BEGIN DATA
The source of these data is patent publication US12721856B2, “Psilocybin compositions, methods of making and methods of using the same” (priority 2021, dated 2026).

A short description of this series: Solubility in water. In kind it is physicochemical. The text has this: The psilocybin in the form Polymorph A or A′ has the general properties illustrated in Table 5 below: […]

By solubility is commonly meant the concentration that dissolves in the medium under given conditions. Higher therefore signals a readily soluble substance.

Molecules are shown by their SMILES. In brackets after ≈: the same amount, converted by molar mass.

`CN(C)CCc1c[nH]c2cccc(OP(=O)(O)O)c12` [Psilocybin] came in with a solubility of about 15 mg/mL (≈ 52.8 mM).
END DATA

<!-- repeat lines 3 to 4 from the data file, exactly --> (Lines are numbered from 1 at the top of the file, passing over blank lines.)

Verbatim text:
By solubility is commonly meant the concentration that dissolves in the medium under given conditions. Higher therefore signals a readily soluble substance.

Molecules are shown by their SMILES. In brackets after ≈: the same amount, converted by molar mass.